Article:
(The dot product of two vectors pointing in opposite directions is negative.)


tick() {
    this.position = add(this.position, scale(this.velocity, Q.TICK_MS));
    if (this.arrived()) this.goto(this.randomPosition());
    this.publish(this.id, "moved", this.now());

On every tick we move the actor forward by an amount equal to its velocity vector times the duration of the tick. If we've arrived, we pick a new destination. And we tell the view that this actor has moved.


constructor(actor) {
    this.actor = actor;
    this.position = {...actor.position};
    this.subscribe(actor.id, {event: "moved", handling: "oncePerFrame"}, this.actorMoved);

When RootView spawns a pawn, it passes a reference to the pawns's actor. The actor's ID is used as scope in a subscription make sure the pawn only receives that actor's events. The pawn copies its initial position from the actor, and calls actorMoved to timestamp the position information.

"oncePerFrame" is a special option for how this subscription handles events (see View.subscribe). By default every single event is passed through the subscription. But when "oncePerFrame" is turned on, only the last event of this type during the previous frame is passed to the view. Prior events are discarded.

This can be useful when the model is running at high speed to clear out a backlog. The model may generate a large number of moved events in a single frame, and since the view really only cares about the last one, there's no reason to process the others.


actorMoved() {
    this.lastMoved = viewTime;

This is called when the actor sends a "moved" event. All it does is save the timestamp of the current frame. This way when we want to extrapolate the position of the dot, we know what in what frame the model's position was last updated.


update() {

   if (this.actor.viewId === this.viewId) {
       this.draw(this.actor.goal, null, this.actor.color);
       this.draw(this.actor.position, "lightgrey");

   const delta = scale(this.actor.velocity, viewTime - this.lastMoved);
   const extrapolation = add(this.actor.position, delta);
   this.position = lerp(this.position, extrapolation, Q.SMOOTH);
   this.draw(this.position, this.actor.color);

This is called once for each pawn during the RootView update.

The first part is special-case code that only runs for our own pawn—the pawn that was spawned when we joined the session. The pawn knows it belongs to us because its actor has a stored viewId that matches the pawn's viewId. Every other pawn will have the same viewId (because it's running locally in our view) but a different actor.viewId (because it was spawned by a different view).

The special-case code draws the actor's goal as a colored ring, and the actor's raw position as a light gray circle.

The second part of this method does the actual smoothing. It takes the actor's last known position and projects it forward using its last known velocity. It then performs an interpolation between the current pawn position and the newly calculated one.

The reason we interpolate here is because sometimes the actor changes state in ways that the pawn can't predict. For example, if the actor reverse direction, by the time the pawn finds out, it will have already have moved several frames in the wrong direction. If we don't interpolate, the pawn will instantly "pop" to the right position to catch up.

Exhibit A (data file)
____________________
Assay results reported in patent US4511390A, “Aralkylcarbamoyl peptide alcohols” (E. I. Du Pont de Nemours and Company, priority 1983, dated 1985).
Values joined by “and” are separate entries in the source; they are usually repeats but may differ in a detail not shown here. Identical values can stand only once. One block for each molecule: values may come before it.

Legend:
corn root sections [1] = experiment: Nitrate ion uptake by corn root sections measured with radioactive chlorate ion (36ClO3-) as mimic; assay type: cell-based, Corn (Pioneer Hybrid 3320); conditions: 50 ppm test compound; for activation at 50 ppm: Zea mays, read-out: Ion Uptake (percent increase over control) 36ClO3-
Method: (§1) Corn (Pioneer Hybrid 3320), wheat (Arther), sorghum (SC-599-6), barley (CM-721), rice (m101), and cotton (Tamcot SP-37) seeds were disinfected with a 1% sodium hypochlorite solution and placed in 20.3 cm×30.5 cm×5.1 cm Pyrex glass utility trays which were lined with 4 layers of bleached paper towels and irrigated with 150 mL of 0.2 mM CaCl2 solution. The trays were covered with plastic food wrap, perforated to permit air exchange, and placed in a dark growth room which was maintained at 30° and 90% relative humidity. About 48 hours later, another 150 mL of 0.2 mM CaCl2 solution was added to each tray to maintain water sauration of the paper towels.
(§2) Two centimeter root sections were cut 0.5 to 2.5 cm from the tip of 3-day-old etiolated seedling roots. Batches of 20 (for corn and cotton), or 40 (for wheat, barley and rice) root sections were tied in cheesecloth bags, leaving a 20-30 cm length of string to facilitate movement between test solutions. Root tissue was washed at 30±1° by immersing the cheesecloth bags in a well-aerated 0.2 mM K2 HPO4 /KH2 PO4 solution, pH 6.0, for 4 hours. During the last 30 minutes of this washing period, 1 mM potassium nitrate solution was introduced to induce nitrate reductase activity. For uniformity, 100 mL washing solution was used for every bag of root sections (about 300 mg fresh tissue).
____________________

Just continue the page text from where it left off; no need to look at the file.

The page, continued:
Q.SMOOTH is a value between 0 and 1 that controls this interpolation. If it's set to 1, there won't be any interpolation at all. The dot will instantly pop to its current projection of the of the pawn's position. The lower the value of Q.SMOOTH the more "mushy" the pawn's movement becomes. It will move more smoothly, but also won't track the model as closely. (And if you set Q.SMOOTH to 0, the dot won't move at all!)

The "right" value for Q.SMOOTH depends on many factors: how fast the actor is ticking, the actor's movement speed, the current latency to the reflector, and the level of responsiveness you need in your pawns. A good rule of thumb is to tune Q.SMOOTH so the pawn spends about half its time behind the actor's position and half ahead.

Setting the reflector heartbeat tick

When the reflector doesn't have any normal events to send, it sends silent heartbeat ticks. This allows the model to keep running even if it's not receiving input from any users. These ticks don't consume much bandwidth, but they do consume some, so it can be useful to lower the tick rate to match the needs of your application.

The option tps in Session.join is used to set the tick rate (a.k.a. "ticks per second").

  apiKey: "your_api_key",               // paste from croquet.io/keys
  appId: "io.codepen.croquet.smooth",
  name: "unnamed",
  password: "secret",
  model: RootModel,
  view: RootView,
  tps: 1000/Q.TICK_MS,

In this tutorial Q.TICK_MS is 500, so the reflector will generate a tick when no message from any user arrived in the last 500 milliseconds. This means it will send out heartbeat ticks twice a second at most (we could have written tps: 2 instead of tps: 1000/Q.TICK_MS). In general, you should set the heartbeat rate to match the internal tick rate of your model. If your model is only changing 10 times a second, there's no point in having a faster heartbeat tick than tps: 10.

The default setting for tps is 20 times per second, but the value can be set to any integer value between 1 and 60.

Note: Increasing the heartbeat tick rate will NOT make your Croquet app more responsive. User input events from the view to the model are sent as soon as they are generated, and processed as soon as they are received. If you're sending control inputs 60 times per second, your model will respond to them 60 times per second. Heartbeat ticks only affect the update frequency of the model when it's not receiving any other events.